The East Bay Regional Park District will soon be the proud owner of vacant surplus federal property next to Alameda’s Crab Cove Visitor’s Center on Robert W. Crown Memorial State Beach. The purchase follows fierce legal battles and a successful campaign by the Sierra Club and an Alameda citizen’s group, Friends of Crown Beach, to rezone the land as open space.
The park district has been seeking to acquire the 3.89-acre parcel in order to expand the park ever since it was deemed surplus. But instead of negotiating a sale to the park district, the feds decided to auction the land for top dollar. A private housing developer prevailed, but was unable to close the deal because the state refused to grant utility easement rights on the state parkland street leading to the parcel.
After the City of Alameda frustrated the park district’s park expansion efforts by zoning the parcel residential, an acrimonious three-year-long ordeal ensued, involving the park district, the city, the federal government, the state, and the private developer.
Unable to transfer easement rights to the developer, the feds convinced a district court judge that seizing McKay Avenue through eminent domain was for a legitimate “public purpose.” The feds asked the court to value the street at $10.
The feds’ potential buyer, meanwhile, walked away from purchasing the surplus property after a citizen-led effort got the property zoned as open space, and the newly elected city council threw their support behind the park district.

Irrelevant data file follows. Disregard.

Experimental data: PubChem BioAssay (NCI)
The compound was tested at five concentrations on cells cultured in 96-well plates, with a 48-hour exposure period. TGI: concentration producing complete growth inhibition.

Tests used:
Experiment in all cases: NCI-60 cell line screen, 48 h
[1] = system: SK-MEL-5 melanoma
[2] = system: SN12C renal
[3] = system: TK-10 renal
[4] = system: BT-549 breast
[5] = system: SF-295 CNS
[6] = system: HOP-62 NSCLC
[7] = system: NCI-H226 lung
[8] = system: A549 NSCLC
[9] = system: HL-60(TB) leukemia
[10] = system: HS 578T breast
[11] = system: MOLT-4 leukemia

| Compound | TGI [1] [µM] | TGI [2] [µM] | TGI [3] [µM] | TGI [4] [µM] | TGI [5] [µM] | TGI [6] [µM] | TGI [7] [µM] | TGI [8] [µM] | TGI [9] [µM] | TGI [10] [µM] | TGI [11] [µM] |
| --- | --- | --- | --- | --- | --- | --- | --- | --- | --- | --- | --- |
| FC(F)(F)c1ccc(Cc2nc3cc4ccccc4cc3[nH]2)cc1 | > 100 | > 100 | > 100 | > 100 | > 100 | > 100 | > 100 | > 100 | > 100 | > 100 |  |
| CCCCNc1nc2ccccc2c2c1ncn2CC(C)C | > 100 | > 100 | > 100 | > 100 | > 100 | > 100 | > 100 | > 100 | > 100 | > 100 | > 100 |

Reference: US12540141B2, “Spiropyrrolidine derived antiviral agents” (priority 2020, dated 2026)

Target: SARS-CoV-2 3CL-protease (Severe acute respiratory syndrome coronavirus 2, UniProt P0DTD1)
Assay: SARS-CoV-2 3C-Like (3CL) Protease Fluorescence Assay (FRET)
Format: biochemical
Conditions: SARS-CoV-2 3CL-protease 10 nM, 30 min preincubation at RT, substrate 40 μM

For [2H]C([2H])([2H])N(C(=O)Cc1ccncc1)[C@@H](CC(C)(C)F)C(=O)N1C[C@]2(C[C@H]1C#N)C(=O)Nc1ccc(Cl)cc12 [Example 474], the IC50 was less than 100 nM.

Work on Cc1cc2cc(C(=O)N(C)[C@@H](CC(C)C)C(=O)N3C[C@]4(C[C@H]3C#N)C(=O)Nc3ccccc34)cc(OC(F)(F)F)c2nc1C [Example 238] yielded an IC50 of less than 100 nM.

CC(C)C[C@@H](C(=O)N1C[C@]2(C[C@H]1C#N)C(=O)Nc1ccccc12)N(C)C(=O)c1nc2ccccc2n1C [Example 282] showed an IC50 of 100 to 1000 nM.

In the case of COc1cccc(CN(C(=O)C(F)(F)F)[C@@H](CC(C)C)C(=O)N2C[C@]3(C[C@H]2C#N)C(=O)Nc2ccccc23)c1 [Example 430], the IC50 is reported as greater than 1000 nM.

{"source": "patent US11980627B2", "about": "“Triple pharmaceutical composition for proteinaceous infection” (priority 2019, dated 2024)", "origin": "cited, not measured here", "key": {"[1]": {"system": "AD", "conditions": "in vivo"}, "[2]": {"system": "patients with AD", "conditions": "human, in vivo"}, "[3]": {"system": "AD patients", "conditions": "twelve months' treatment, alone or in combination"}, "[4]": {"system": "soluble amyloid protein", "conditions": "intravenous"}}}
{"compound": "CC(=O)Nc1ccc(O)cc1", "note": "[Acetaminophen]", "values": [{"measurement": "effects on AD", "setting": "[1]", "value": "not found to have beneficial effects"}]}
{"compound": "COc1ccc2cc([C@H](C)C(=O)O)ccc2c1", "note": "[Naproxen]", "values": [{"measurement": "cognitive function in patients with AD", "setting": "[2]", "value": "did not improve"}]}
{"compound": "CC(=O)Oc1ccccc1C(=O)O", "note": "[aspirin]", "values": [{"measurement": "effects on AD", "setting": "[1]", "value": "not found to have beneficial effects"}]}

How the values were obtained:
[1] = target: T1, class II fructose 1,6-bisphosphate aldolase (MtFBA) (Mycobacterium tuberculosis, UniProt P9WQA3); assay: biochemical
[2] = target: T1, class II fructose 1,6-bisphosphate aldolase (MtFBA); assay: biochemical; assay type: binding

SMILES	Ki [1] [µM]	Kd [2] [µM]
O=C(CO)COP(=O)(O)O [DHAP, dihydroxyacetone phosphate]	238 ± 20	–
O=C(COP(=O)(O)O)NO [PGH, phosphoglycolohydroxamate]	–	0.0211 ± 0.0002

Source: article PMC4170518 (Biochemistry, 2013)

The district court later ruled that a jury would determine what the feds owed the state for taking the street. The state’s asking price of $1.41 million—a price beyond what the feds were willing to pay—was based on the diminished value of the parkland itself by loss of control over access and because the park district would have had to construct new parking facilities for Crown Beach visitors.
A settlement was reached shortly thereafter. The feds agreed to return the street to the state and sell the surplus property to the park district for $2,182,500—essentially splitting the difference between the park district’s unsuccessful auction bid four years ago and what the private housing developer was willing to pay.
“The community won with this agreement,” said Robert Doyle, General Manager of the East Bay Regional Park District. “We promised in 2008 through our Measure WW bond election that we would expand Crab Cove with this valuable land” and “are happy to deliver on our promise.” Doyle also thanked the community and the Attorney General for their “unwavering support during this lengthy process.”
Alameda Mayor Trish Herrera Spencer called the agreement a victory for Alameda. “We’re thrilled that this issue has been resolved in a way that protects open space and parkland, and expands access to our shoreline,” she said. “I sincerely thank all those whose efforts have now been realized. Many Alamedans worked years to save this parcel from development. We’re glad to finally see it protected.”